Candy slices take cake beyond ordinary

It has some ingredients in common with fruitcake, but this cake’s fans say it’s way different and much better.

I’ll give them this: You don’t see jellied orange candy slices every day in a cake recipe.

Anyway, Claudia Jenkins remembered this cake that she once had in Rock Hill and never got the recipe for. Several readers dug into their boxes or books and sent recipes.

Interestingly, a number of them had ties to the Rock Hill area.

Chris Christopher of Charleston writes, “I was at the home of Margaret and John Neil in Landrum, S.C., (where I grew up) and was served this cake. Margaret says her family has been making it for years. I had never had it before, and it was delicious. She was kind enough to share it with me to send to you.”

By the way, Landrum is in the Upstate about 80 miles from Rock Hill.

Orange Candy Cake
For the cake:

1 cup butter

2 cups sugar

4 eggs

1 teaspoon baking soda

½ cup buttermilk

4 cups flour, divided use

14 ounces dates, cut in small pieces

2 cups chopped nuts

1 pound jellied orange candy slices, cut into small pieces

1 cup flaked coconut

For glaze:

1 cup orange juice

1 cup confectioners’ sugar

Directions

Cream butter with sugar. Add eggs, one at a time, creaming well after each.

Dissolve baking soda in buttermilk, then alternately add to creamed mixture with 31/2 cups of the flour.

Mix remaining 1/2 cup of flour with dates, chopped nuts and candy pieces. Add to batter with coconut.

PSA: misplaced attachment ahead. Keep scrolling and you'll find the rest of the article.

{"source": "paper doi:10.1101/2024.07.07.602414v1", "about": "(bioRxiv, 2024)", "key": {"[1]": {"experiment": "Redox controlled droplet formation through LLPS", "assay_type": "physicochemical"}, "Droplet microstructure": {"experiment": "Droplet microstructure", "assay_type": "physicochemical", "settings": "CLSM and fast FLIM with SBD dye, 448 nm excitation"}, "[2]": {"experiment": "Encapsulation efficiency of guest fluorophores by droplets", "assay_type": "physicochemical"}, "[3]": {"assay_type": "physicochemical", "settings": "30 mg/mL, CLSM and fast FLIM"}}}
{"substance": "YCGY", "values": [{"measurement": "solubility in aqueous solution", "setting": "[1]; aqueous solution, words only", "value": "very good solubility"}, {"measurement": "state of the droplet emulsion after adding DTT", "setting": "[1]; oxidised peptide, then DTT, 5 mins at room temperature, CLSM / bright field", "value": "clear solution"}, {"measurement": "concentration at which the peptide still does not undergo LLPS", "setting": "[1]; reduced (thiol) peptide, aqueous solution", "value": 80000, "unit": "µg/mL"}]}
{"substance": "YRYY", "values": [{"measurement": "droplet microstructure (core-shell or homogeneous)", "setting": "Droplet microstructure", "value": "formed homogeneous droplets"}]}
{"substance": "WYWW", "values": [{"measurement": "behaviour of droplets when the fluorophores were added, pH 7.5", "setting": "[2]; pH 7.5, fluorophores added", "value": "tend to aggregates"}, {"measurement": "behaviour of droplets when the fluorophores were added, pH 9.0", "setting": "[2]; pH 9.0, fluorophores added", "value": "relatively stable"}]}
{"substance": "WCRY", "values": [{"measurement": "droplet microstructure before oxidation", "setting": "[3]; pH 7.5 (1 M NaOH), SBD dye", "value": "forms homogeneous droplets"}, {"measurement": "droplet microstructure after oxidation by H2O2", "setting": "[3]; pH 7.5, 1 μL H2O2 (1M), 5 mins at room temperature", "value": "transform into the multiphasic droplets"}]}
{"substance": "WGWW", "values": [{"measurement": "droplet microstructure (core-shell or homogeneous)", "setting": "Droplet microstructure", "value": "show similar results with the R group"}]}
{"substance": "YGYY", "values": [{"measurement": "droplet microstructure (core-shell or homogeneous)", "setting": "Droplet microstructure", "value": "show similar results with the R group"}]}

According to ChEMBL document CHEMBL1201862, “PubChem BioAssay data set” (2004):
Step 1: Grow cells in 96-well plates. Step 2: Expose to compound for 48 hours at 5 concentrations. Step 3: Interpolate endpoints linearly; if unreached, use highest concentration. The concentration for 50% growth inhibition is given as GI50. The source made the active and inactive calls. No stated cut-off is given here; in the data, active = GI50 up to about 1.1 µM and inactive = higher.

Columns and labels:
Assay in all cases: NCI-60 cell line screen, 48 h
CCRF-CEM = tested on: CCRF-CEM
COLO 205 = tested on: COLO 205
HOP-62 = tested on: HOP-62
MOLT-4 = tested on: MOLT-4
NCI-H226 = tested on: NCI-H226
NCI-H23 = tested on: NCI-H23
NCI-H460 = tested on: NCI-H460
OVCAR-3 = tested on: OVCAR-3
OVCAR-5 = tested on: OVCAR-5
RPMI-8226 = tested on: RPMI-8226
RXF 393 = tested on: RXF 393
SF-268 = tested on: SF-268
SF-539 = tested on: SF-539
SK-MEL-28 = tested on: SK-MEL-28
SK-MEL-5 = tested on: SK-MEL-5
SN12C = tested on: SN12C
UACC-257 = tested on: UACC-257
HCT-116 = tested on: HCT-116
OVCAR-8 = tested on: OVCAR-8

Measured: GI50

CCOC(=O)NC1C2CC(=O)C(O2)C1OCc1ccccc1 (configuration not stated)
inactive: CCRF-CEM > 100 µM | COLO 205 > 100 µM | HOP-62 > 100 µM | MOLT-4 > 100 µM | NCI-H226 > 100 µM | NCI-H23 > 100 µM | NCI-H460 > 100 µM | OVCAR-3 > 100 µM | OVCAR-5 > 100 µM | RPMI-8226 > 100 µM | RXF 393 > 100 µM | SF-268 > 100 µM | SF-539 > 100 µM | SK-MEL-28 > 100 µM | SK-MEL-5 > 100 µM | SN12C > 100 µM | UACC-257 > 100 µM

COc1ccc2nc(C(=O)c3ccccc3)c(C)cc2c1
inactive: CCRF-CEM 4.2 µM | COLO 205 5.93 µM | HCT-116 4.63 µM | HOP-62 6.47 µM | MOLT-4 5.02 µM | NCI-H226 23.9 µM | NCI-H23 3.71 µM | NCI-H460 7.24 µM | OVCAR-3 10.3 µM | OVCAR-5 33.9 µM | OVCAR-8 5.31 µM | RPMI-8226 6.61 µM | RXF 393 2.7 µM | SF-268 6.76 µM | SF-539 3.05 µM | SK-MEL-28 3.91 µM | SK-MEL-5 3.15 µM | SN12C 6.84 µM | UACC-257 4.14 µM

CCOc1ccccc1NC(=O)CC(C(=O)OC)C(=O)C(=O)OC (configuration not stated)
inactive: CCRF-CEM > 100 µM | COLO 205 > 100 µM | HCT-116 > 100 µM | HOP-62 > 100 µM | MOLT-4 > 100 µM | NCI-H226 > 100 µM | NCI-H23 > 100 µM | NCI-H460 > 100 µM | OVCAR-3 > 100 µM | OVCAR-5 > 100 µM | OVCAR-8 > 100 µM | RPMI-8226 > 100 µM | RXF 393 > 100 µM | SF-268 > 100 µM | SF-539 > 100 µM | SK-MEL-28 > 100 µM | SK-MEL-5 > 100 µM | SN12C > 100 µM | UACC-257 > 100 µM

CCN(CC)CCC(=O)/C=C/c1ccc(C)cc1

Pour batter into 10-inch tube pan that has been greased and floured on bottom and sides.

Bake at 250 degrees for 3 hours or until cake springs back when lightly pressed. Remove from oven and immediately pour glaze (recipe follows) over hot cake in pan.

For the glaze, combine the orange juice with the confectioners’ sugar and mix well.

Let finished cake stand overnight in pan. Remove from pan and slice to serve.

Most other readers sent almost identical recipes, including Merrilyn Long, whose mother used to make the cake.

“She lived in Rock Hill for the last 16 years of her life, so it may be the one Claudia Jenkins is looking for. It comes from The Van Wyck Woman’s Club cookbook printed in the 1970s.”

Carrol Lesslie Scott of Moncks Corner called to make sure we had gotten the recipe. She grew up in Rock Hill and offered one that came out of an old Bethel United Methodist Church cookbook in the area.

Thanks also to Linda Coleman of North Charleston, who called. She commented on the unusually long cooking time. Her recipe calls for baking the cake at 275 degrees for 21/2 hours. But other recipes went lower and longer (like above) — 250 degrees for 3 hours. “It’s just weird,” she says.

We also heard from readers afar. Ann Strawser of Arlington, Texas, a longtime faithful reader, emails, “My friend Freda Thornton served this to our bridge club last year and we all enjoyed it very much. Freda did not have enough pecans so she used 1 cup each of pecans and walnuts.”

Who’s got the recipe?
Lark Smith, who travels to Charleston about 10 days a month, has enjoyed the roasted tomato bisque served at Sermet’s on King for years and wanted to see if we could entice them to give it up.

Shirley Turner is looking for a recipe for monkey bread, but not the classic sweet one with caramel and cinnamon. She recalls a yeast dough in roll-like dumplings that were dipped in butter and layered in a tube pan. They were good served with chili, she says.

Have a recipe you’ve lost or simply desire? Email food@postandcourier or call Food and Features Editor Teresa Taylor at 937-4886.

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